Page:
Note 6.                            Stock-Based Compensation

As of March 31, 2009, we had five stock-based employee compensation plans, which are more fully described in Note L of the Consolidated Financial Statements in 1st Source’s Annual Report on Form 10-K for the year ended December 31, 2008. These plans include two stock option plans, the Employee Stock Purchase Plan, the Executive Incentive Plan, and the Restricted Stock Award Plan.

Stock-based compensation expense for all stock-based compensation awards granted is based on the grant-date fair value. For all awards except stock option awards, the grant date fair value is either the fair market value per share or book value per share (corresponding to the type of stock awarded) as of the grant date. For stock option awards, the grant date fair value is estimated using the Black-Scholes option pricing model. For all awards we recognize these compensation costs only for those shares expected to vest on a straight-line basis over the requisite service period of the award, for which we use the related vesting term. We estimate forfeiture rates based on historical employee option exercise and employee termination experience. We have identified separate groups of awardees that exhibit similar option exercise behavior and employee termination experience and have considered them as separate groups in the valuation models and expense estimates.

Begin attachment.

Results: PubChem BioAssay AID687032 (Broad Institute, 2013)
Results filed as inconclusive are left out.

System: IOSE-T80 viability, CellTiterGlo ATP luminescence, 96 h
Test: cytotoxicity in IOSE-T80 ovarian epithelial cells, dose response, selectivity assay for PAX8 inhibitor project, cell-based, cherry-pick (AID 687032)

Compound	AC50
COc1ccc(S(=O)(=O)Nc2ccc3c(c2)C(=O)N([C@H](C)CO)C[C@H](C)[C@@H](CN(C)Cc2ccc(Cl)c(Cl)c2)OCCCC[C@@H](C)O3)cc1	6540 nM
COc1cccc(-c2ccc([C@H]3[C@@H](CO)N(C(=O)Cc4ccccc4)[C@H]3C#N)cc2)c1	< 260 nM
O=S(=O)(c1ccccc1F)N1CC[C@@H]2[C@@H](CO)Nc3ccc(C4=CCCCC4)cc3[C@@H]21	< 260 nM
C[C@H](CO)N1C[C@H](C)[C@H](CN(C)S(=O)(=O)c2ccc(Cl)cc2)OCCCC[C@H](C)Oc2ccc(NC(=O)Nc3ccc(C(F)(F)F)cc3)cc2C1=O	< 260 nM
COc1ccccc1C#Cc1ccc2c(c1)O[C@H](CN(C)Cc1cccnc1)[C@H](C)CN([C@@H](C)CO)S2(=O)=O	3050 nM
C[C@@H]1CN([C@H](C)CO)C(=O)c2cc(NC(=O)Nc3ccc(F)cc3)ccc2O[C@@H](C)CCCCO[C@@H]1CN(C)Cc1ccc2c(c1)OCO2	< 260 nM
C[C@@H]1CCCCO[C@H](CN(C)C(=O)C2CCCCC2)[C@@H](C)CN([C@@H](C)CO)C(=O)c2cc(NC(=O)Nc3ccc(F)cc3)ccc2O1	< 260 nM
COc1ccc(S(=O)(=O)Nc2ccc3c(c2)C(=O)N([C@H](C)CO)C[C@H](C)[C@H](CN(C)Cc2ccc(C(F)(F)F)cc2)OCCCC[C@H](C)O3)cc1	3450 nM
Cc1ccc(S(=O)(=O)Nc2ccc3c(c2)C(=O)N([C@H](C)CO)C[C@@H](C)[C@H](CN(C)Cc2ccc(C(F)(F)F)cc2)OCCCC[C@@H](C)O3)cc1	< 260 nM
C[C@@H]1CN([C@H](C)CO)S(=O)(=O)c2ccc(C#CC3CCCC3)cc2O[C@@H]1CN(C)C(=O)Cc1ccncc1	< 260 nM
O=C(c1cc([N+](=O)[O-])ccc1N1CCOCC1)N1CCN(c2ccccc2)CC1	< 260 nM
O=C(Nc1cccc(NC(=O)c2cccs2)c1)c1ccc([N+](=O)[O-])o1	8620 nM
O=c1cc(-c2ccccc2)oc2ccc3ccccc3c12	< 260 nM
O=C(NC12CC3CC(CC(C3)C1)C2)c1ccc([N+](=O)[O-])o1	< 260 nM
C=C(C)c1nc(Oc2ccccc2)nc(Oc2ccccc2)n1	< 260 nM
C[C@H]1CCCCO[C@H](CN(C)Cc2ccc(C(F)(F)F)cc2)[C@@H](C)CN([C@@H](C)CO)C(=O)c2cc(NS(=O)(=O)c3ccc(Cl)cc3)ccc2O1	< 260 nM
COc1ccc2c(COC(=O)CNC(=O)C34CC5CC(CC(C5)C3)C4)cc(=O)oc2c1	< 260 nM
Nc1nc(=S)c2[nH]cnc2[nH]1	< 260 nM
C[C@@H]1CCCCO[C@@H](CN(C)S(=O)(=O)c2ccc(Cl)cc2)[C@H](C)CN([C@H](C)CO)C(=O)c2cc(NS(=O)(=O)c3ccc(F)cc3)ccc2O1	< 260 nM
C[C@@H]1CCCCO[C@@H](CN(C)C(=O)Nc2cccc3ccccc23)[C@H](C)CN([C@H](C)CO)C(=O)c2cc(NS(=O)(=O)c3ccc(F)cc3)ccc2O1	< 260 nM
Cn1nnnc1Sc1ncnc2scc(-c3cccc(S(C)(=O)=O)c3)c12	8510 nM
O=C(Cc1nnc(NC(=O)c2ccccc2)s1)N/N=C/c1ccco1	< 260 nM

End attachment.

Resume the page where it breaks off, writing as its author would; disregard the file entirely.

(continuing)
The stock-based compensation expense recognized in the condensed consolidated statement of operations for the three months ended March 31, 2009 and 2008 was based on awards ultimately expected to vest, and accordingly has been adjusted by the amount of estimated forfeitures. SFAS No. 123(R) requires forfeitures to be estimated at the time of grant and revised, if necessary, in subsequent periods if actual forfeitures differ from those estimates. Forfeitures were estimated based partially on historical experience.

The aggregate intrinsic value in the table below represents the total pretax intrinsic value (the difference between 1st Source’s closing stock price on the last trading day of the first quarter of 2009 (March 31, 2009) and the exercise price, multiplied by the number of in-the-money options) that would have been received by the option holders had all option holders exercised their options on March 31, 2009. This amount changes based on the fair market value of 1st Source’s stock. Total fair value of options vested and expensed was $3 thousand and $6 thousand, net of tax, for the three months ended March 31, 2009 and 2008, respectively.
March 31, 2009
Number of
(in years)
(in 000's)
Options outstanding, beginning of year
    80,948     $ 18.51              
    -       -              
    -       -              
    -       -              
Options outstanding, March 31, 2009
    80,948     $ 18.51       2.59     $ 138  
Vested and expected to vest at March 31, 2009
    80,948     $ 19.25       2.42     $ 138  
Exercisable at March 31, 2009
    72,698     $ 18.51       2.59     $ 88  
    No options were granted during the three months ended March 31, 2009.
 As of March 31, 2009, there was $2.87 million of total unrecognized compensation cost related to nonvested share-based compensation arrangements. That cost is expected to be recognized over a weighted-average period of 3.81 years.